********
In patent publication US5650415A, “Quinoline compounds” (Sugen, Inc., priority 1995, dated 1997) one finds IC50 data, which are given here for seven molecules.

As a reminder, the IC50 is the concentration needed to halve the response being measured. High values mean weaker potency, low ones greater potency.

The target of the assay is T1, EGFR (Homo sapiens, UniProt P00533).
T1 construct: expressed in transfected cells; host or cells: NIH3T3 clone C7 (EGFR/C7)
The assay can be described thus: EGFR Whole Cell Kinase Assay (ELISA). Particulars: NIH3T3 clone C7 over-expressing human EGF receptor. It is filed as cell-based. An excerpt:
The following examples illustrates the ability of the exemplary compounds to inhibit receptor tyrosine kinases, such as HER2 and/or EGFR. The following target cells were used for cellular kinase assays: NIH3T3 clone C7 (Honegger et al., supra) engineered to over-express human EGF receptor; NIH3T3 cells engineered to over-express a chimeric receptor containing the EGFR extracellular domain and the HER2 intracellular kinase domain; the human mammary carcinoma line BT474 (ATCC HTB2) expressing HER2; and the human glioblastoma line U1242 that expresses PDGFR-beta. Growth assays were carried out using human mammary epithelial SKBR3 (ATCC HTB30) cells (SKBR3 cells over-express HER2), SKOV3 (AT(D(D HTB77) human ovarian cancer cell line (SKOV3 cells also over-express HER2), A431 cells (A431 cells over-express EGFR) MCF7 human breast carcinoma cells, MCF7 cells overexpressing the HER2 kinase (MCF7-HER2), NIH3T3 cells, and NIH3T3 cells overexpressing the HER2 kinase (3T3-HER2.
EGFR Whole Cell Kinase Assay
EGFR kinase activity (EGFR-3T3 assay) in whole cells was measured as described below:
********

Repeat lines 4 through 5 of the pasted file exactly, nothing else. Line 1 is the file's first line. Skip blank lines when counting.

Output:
T1 construct: expressed in transfected cells; host or cells: NIH3T3 clone C7 (EGFR/C7)
The assay can be described thus: EGFR Whole Cell Kinase Assay (ELISA). Particulars: NIH3T3 clone C7 over-expressing human EGF receptor. It is filed as cell-based. An excerpt: